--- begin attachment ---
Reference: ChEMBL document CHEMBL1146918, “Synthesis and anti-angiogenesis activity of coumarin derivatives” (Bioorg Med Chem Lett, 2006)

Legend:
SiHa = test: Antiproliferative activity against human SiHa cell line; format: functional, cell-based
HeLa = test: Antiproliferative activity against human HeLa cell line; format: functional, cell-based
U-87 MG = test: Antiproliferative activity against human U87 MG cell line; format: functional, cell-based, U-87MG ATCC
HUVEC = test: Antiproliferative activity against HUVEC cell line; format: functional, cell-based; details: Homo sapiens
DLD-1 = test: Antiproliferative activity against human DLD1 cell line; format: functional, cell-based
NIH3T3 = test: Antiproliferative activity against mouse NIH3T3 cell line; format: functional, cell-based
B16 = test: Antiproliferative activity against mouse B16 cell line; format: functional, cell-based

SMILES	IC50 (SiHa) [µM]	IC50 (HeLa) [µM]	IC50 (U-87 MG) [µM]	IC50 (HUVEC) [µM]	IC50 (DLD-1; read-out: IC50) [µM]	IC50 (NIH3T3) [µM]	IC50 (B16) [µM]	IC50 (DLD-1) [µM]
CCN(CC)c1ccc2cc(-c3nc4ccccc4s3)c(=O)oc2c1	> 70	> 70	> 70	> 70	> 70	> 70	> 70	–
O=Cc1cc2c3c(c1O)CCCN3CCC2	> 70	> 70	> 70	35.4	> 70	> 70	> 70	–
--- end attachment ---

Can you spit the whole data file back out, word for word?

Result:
Reference: ChEMBL document CHEMBL1146918, “Synthesis and anti-angiogenesis activity of coumarin derivatives” (Bioorg Med Chem Lett, 2006)

Legend:
SiHa = test: Antiproliferative activity against human SiHa cell line; format: functional, cell-based
HeLa = test: Antiproliferative activity against human HeLa cell line; format: functional, cell-based
U-87 MG = test: Antiproliferative activity against human U87 MG cell line; format: functional, cell-based, U-87MG ATCC
HUVEC = test: Antiproliferative activity against HUVEC cell line; format: functional, cell-based; details: Homo sapiens
DLD-1 = test: Antiproliferative activity against human DLD1 cell line; format: functional, cell-based
NIH3T3 = test: Antiproliferative activity against mouse NIH3T3 cell line; format: functional, cell-based
B16 = test: Antiproliferative activity against mouse B16 cell line; format: functional, cell-based

SMILES	IC50 (SiHa) [µM]	IC50 (HeLa) [µM]	IC50 (U-87 MG) [µM]	IC50 (HUVEC) [µM]	IC50 (DLD-1; read-out: IC50) [µM]	IC50 (NIH3T3) [µM]	IC50 (B16) [µM]	IC50 (DLD-1) [µM]
CCN(CC)c1ccc2cc(-c3nc4ccccc4s3)c(=O)oc2c1	> 70	> 70	> 70	> 70	> 70	> 70	> 70	–
O=Cc1cc2c3c(c1O)CCCN3CCC2	> 70	> 70	> 70	35.4	> 70	> 70	> 70	–